. not until our planes arrived in memphis that next morning to an airport, an air force base or a navy base that had more landings i think that o'hare airport had that morning. it was busy. kennedy administration did not want to lose out on this one. anyway, when you are pointed pointed to pointed to be security officers which in its situation keep notes. you keep notes and telephone numbers, license plates, names of people or today we call them persons of interest. people who didn't look like students. every night i had to report to the fbi for anyone who might've come into -- checked into a hotel who didn't look like he belongs there. so i kept those notes and i looked at them over the years. i started this book 10 years ago. i started talking to people who were in my unit and they provided me with anecdotes. i looked over old newspapers, looked over old magazines. started piecing things together. ken burns says, look at a photograph on and off. the photograph comes to life. the person that had the life before the snapshot will have a life after it and you begin to again, put things toget
. ike played a real, key role in that, didn't he not? >> admiral -- [inaudible] navy admiral who said during world war ii, what was his line? we learned to burn them scientifically, you know, was in favor of modern or warfare. and he wanted to use tactical nuclear weapons as did john foster dulles, as did richard nixon when the french were losing. they felt this was the time to use tactical nuclear weapons to sort of rescue the situation. ike listened to that, rejected that advice, never really tipped his hand what he was thinking. this is one of these moments when he had to decide because the french position was, obviously, precarious and losing. and ike made the decision, one, not to get involved, to send b troops in. he famously said the jungle will consume the army by divisions, so he did not want to put in ground troops, and he thought about but rejected the idea of using tactical nuclear weapons. okay? back to you. >> was there any effort after stalin died early in the presidency to attempt to reset the relationship? >> yes. >> you mention add two-year interval. >> this is an im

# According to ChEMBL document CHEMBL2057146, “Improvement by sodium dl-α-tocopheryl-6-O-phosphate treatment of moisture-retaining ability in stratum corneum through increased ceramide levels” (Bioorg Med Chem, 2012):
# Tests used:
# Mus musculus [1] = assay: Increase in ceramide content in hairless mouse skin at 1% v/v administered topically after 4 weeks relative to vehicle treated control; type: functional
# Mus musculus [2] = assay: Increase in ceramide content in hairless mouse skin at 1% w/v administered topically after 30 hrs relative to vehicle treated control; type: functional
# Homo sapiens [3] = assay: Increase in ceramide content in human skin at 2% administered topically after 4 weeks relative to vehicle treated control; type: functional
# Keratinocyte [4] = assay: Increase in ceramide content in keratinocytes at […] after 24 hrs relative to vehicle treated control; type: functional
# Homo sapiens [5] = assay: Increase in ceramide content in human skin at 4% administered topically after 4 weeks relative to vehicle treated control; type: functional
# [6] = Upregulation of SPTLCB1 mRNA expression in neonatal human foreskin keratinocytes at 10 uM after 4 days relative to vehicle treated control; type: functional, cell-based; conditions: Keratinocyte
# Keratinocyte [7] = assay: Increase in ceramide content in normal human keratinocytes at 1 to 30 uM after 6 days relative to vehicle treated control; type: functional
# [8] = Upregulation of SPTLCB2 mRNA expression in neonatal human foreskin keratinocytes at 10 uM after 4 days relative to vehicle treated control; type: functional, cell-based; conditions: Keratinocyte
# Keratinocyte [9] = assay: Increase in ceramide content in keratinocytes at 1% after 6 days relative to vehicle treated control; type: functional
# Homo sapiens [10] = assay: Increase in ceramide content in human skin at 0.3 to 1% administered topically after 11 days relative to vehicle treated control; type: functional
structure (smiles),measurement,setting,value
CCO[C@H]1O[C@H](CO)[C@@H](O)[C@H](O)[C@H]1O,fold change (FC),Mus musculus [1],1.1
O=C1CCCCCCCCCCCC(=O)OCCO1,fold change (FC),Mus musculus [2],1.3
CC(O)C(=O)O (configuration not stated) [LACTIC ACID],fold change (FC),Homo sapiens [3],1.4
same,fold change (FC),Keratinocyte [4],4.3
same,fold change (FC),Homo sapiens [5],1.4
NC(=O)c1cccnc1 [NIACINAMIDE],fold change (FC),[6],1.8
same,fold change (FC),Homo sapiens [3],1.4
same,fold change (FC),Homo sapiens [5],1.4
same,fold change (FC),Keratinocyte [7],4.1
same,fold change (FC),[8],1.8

so i joined the naval rotc and then was a navy attorney for four years and -- >> was that during vietnam? >> it was during vietnam, that's why i was being drafted actually. within a week of going to the peace corps i received my 18 classification for notice of physical, so guess what i and future had in store for me. after i got out of the navy i was a federal prosecutor in los angeles, u.s. attorney's office. prosecutor standard cases, bank robberies, drug cases, didn't think about it much. in the the petting a unit prosecuting fraud against the government, fha, va, that sort of thing. after that was in the private practice of law, business litigation for five years of appointed to the bench, so i was on the bench for 25 years as a judge and now i'm retired and i'm running, as you say, for office. >> what court were you a judge? >> superior court in orange county california, or the state court and over 25 years, pretty much did everything. and as a part of that, you know, and to see turning low-level drug offenders through the system for no good purpose, and eventually in fact i